Influenza Vaccination in Patients With Scleroderma
Recruitment status was Not yet recruiting
The safety and efficacy of vaccination against influenza in patients with scleroderma is not clear. The objective of this study is to assess its safety and efficacy in 50 patients with scleroderma in comparison with 30 controls
|Study Design:||Allocation: Non-Randomized
Endpoint Classification: Safety/Efficacy Study
Intervention Model: Single Group Assignment
Masking: Open Label
Primary Purpose: Prevention
|Official Title:||Safety and Efficacy of Vaccination Against Influenza in Patients With Scleroderma|
- The number of subjects who achieve a titer of antibodies above 1/40 [ Time Frame: 6 weeks ] [ Designated as safety issue: No ]
- Number of patients with an increased Rodnan Score [ Time Frame: 6 weeks ] [ Designated as safety issue: Yes ]
|Study Start Date:||November 2009|
|Estimated Study Completion Date:||March 2010|
|Estimated Primary Completion Date:||March 2010 (Final data collection date for primary outcome measure)|
Biological: Influenza vaccine
Fifty patients with scleroderma and 30 healthy , aged matched controls will participate in the study.
After signing informed consent, all subjects will be vaccinated with the inactivated split virion vaccine which recommended by the WHO this fall.
Patients will be evaluated at weel 0 and 6 weeks later. Clinical evaluation will be based on the modified Rodnan score, number of digital ischemic ulcers, presence of gastrointestinal and respiratory symptoms, number of swollen and tender joints, visual global evaluation of the physician , ESR and CRP Blood with be collected on the day of vaccination and 6 weeks later.
The immunogenicity of the vaccine will be tested by Haemagglutination inhibition (HI) test.
Influenza virus has two important surface glycoproteins: the haemagglutinin (HA) and the neuraminidase (NA). Antigenic classification and subtyping of influenza viruses is based on these two glycoproteins. HA plays a key role in virus cell entry by binding to cell surface receptors, which are found also on red blood cells of certain species. Binding to red cells results in haemagglutination, which can be observed as a carpet of agglutinated red cells at the bottom of a tube or microtitre well. In the HI test, antibody directed against the viral haemagglutinins block the virus from binding to the blood cells and thus inhibits the haemagglutination reaction.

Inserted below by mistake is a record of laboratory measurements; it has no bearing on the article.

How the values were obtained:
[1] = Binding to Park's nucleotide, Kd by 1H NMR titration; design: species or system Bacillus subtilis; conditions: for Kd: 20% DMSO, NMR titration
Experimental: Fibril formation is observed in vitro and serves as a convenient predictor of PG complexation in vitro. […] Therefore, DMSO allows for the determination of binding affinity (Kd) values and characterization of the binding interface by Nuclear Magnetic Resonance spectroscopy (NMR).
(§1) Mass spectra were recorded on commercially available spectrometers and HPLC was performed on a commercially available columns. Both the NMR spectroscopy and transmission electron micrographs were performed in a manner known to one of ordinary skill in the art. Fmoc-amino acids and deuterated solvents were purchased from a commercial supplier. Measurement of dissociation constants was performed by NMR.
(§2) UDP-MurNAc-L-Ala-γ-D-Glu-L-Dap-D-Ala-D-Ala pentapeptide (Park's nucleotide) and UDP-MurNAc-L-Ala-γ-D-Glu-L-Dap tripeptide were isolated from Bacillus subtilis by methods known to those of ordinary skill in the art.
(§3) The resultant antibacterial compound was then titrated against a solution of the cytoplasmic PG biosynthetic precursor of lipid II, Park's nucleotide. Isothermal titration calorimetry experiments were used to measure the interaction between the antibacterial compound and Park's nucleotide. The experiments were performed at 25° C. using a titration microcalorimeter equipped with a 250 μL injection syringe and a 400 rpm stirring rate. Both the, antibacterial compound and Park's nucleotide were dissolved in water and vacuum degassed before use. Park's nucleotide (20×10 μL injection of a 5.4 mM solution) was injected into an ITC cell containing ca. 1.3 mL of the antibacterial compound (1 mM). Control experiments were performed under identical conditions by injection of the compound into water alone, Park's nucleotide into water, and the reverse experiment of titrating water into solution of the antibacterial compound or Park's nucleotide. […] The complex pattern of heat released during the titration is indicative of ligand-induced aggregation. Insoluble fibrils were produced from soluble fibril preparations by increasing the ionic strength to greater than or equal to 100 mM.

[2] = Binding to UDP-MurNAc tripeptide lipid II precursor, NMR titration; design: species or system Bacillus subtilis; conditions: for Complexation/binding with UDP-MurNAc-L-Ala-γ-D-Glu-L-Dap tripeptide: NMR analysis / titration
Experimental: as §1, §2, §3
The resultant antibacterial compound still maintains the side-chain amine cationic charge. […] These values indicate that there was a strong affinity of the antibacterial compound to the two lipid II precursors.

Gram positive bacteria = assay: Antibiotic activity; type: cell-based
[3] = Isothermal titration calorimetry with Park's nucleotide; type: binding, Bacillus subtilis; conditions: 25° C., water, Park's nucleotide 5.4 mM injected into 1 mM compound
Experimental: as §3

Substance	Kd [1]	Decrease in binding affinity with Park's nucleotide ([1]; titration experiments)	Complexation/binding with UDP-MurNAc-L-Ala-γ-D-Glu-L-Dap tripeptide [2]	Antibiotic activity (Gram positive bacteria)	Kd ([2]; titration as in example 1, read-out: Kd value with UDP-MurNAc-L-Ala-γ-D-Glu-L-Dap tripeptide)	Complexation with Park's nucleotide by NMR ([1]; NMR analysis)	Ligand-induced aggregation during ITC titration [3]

The pre- and post immunization HI antibodies were tested at the Central Virology Laboratory of the Israeli Ministry of Health using the HI test according to a standard WHO procedure 16. Sera were separated, code labeled, and stored at -20°C until tested. Sera were treated with receptor destroying enzyme cholera filtrate to remove non-specific inhibitors, and with Turkey red blood cells to remove non-specific agglutinins. The treated sera were tested by HI test against the three antigens included in the vaccine: A/California (CAL), A/Wisconsin and B/Malaysia. The working dilution (test dose) of each antigen contained four haemagglutinin units in 25 µl of antigen. Test doses were diluted in phosphate buffered saline (PBS) and added to serial dilution of antiserum. The haemagglutinin inhibition titer was determined as the highest dilution of serum that completely inhibits haemagglutination of red blood cells.
The titer of an antiserum not showing any inhibition will be recorded as <10. Humoral response will be defined as either a fourfold or more rise in titer, or a rise from a non-protective baseline level of <1/40 to 1/40 in HI antibodies four weeks after vaccination 17,18. Geometric mean titers of antibody will be calculated to assess the immunity of the whole group.
Primary Endpoint of the study : the proportion of patients who achieve a titer of antibodies above 1/40, against each of the antigens included in the vaccine Secondary Endpoint: Safety of the vaccine
|Contact: Ira Litinsky, MDemail@example.com|
|Contact: Ori Elkayam, M.Dfirstname.lastname@example.org|
|Tel Aviv Medical Center||Not yet recruiting|
|Tel AVIV, Israel, 64239|
|Contact: Ayelet Brill 972524266894 email@example.com|
|Contact: Ori Elkayam 97236973668 firstname.lastname@example.org|
|Principal Investigator: Ira Litinsky, MD|
|Sub-Investigator: Ori Elkayam, MD|